First, there are the high costs of installing sufficient accessible charging points, especially in countries with low levels of electricity access (access levels below 40% are quite common). Second, there are question marks about battery longevity and the costs and technical challenges of both replacements and recycling. Third, the engineering complexities and the task of upskilling mechanics trained on conventional internal combustion engines need to be considered. Fourth, the greater weight of EVs caused by their heavyweight batteries is a particular concern for low-income countries that already struggle to maintain road infrastructure.

And finally, charging EVs with largely coal-fired power — which would especially be the case in the most populous countries of India and China — will not reduce carbon emissions much.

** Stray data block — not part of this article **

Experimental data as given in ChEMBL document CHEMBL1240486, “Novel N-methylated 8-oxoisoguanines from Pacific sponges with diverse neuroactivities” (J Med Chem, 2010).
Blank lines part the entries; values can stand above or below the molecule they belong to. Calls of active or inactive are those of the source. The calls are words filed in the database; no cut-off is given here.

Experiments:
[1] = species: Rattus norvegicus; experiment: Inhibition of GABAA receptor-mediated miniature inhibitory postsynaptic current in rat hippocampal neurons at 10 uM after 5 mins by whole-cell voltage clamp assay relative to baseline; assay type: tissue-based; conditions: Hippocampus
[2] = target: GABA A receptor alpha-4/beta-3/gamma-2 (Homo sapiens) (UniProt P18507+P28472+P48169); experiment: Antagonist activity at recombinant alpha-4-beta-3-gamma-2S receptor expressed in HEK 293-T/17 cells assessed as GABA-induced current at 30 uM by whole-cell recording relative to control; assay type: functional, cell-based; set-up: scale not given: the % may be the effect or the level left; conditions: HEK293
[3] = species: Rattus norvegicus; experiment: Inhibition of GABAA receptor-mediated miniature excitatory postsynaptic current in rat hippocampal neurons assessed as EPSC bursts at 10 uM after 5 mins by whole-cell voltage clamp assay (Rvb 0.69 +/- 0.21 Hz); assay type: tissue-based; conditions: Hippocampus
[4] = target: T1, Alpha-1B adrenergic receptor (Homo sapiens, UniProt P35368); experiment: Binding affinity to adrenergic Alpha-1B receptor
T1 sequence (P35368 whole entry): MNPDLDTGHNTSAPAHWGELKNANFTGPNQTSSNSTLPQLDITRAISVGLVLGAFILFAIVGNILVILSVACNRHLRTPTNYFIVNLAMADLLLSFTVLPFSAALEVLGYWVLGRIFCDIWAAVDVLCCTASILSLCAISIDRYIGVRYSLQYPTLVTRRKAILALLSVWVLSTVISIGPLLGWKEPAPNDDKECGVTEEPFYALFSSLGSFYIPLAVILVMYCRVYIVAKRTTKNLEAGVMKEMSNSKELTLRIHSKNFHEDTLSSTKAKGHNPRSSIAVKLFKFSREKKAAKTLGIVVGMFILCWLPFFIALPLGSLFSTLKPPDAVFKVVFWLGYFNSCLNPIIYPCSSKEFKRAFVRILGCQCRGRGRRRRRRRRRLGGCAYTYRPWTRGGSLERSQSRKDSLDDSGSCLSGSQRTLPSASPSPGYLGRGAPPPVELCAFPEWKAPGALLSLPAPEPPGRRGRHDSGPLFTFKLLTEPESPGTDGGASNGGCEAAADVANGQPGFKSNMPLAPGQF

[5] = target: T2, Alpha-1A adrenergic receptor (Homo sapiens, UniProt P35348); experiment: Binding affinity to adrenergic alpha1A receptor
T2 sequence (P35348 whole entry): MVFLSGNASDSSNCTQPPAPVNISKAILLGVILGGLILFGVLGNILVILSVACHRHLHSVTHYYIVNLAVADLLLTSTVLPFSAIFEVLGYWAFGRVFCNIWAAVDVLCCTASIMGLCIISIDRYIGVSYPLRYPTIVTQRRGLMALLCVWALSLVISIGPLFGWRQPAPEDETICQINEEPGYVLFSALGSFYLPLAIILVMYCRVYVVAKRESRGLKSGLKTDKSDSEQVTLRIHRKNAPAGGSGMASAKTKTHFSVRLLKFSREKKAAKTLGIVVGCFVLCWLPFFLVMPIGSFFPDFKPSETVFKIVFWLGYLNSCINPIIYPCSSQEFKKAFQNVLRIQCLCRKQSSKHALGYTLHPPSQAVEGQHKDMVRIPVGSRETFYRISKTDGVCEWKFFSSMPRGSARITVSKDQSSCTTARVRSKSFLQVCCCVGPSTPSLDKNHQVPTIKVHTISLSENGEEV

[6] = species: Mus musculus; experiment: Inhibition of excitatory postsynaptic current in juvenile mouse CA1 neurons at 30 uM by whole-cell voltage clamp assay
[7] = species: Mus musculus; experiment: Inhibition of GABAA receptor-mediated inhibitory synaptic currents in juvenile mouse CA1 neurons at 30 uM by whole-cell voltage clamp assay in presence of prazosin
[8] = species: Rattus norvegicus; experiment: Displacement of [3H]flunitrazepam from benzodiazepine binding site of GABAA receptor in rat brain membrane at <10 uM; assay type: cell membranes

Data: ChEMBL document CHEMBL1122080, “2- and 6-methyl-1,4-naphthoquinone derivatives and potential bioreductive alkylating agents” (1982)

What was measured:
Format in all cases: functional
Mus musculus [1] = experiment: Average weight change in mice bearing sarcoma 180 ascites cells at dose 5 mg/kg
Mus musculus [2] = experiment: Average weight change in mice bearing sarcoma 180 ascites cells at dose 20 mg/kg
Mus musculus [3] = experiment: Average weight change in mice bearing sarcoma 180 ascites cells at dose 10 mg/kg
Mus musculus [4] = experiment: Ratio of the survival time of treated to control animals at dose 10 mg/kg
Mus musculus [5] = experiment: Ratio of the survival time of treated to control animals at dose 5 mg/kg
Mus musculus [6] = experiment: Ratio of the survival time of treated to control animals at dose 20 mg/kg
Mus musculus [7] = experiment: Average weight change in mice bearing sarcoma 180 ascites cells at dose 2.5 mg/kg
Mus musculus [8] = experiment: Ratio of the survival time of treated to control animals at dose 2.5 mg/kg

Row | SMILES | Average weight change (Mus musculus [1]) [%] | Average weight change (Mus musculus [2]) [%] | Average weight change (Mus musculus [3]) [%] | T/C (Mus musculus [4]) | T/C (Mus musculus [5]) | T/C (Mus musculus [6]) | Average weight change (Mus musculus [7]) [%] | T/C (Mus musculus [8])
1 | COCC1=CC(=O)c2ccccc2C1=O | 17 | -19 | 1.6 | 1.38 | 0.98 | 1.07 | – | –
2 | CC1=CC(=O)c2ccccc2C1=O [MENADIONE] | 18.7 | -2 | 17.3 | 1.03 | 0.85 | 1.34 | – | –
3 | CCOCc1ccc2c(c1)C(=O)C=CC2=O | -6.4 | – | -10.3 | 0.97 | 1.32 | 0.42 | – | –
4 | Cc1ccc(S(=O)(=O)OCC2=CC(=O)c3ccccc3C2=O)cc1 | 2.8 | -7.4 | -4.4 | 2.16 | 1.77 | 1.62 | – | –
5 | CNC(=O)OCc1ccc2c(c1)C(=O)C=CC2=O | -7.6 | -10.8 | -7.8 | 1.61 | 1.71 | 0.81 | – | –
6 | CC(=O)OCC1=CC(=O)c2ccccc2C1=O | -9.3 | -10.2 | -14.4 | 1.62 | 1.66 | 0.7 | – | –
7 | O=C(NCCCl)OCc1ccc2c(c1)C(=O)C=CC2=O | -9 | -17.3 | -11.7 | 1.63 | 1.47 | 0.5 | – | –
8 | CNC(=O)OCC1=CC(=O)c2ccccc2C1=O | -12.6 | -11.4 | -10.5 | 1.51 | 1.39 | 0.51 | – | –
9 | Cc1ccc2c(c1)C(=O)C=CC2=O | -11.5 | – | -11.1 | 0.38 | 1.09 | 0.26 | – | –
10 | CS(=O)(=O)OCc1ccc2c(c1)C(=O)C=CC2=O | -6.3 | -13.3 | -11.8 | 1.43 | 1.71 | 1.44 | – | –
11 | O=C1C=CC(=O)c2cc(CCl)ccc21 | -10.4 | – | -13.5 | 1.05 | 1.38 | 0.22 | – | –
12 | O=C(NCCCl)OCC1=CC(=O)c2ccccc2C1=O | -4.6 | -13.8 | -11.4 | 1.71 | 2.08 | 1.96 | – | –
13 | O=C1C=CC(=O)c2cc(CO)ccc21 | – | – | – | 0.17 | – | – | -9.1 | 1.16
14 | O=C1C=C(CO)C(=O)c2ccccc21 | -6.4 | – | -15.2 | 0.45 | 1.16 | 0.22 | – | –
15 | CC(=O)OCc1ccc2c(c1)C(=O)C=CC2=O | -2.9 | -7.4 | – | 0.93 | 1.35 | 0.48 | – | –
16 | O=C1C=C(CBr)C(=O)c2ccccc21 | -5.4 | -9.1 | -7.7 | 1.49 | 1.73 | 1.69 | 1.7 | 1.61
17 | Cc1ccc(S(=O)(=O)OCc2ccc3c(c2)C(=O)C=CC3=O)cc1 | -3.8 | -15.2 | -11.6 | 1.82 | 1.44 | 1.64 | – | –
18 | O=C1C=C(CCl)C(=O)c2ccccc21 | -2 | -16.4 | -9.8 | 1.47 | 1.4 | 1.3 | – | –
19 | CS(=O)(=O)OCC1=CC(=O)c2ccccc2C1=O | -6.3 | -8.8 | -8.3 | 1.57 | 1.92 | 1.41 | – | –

These risks notwithstanding, there are opportunities for several developing economies to benefit from the EV revolution, but mainly as providers of critical mineral inputs into EV manufacturing, rather than as consumers and users of EVs.

Indeed, a substantial share of today’s global reserves of the key metals needed in quantity for the transition to clean energy are located in lower-income countries. Examples include 68% of lithium, 47% of manganese, 34% of nickel, 40% of platinum, 70% of titanium, 41% of zinc, 46% of copper, and 68% of cobalt.